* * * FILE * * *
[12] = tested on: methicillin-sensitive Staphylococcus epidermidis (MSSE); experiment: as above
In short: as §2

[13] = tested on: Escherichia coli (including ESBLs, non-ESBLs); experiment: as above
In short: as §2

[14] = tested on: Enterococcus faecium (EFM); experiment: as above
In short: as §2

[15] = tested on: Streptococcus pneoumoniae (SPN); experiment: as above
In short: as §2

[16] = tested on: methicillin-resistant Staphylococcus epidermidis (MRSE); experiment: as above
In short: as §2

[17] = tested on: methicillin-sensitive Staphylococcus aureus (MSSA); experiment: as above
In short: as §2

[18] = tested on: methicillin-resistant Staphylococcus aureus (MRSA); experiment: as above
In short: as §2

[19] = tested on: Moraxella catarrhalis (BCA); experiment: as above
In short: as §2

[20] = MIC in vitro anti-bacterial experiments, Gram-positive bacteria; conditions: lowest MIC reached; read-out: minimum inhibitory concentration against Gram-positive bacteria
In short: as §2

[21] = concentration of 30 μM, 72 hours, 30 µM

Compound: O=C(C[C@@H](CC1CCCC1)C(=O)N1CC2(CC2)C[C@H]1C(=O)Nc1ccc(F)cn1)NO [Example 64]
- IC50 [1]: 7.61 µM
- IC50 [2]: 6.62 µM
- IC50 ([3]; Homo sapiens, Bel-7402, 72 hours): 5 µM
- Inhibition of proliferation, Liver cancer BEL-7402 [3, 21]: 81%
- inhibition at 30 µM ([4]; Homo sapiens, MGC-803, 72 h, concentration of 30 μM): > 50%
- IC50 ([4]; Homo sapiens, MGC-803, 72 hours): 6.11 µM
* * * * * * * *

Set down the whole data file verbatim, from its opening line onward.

[12] = tested on: methicillin-sensitive Staphylococcus epidermidis (MSSE); experiment: as above
In short: as §2

[13] = tested on: Escherichia coli (including ESBLs, non-ESBLs); experiment: as above
In short: as §2

[14] = tested on: Enterococcus faecium (EFM); experiment: as above
In short: as §2

[15] = tested on: Streptococcus pneoumoniae (SPN); experiment: as above
In short: as §2

[16] = tested on: methicillin-resistant Staphylococcus epidermidis (MRSE); experiment: as above
In short: as §2

[17] = tested on: methicillin-sensitive Staphylococcus aureus (MSSA); experiment: as above
In short: as §2

[18] = tested on: methicillin-resistant Staphylococcus aureus (MRSA); experiment: as above
In short: as §2

[19] = tested on: Moraxella catarrhalis (BCA); experiment: as above
In short: as §2

[20] = MIC in vitro anti-bacterial experiments, Gram-positive bacteria; conditions: lowest MIC reached; read-out: minimum inhibitory concentration against Gram-positive bacteria
In short: as §2

[21] = concentration of 30 μM, 72 hours, 30 µM

Compound: O=C(C[C@@H](CC1CCCC1)C(=O)N1CC2(CC2)C[C@H]1C(=O)Nc1ccc(F)cn1)NO [Example 64]
- IC50 [1]: 7.61 µM
- IC50 [2]: 6.62 µM
- IC50 ([3]; Homo sapiens, Bel-7402, 72 hours): 5 µM
- Inhibition of proliferation, Liver cancer BEL-7402 [3, 21]: 81%
- inhibition at 30 µM ([4]; Homo sapiens, MGC-803, 72 h, concentration of 30 μM): > 50%
- IC50 ([4]; Homo sapiens, MGC-803, 72 hours): 6.11 µM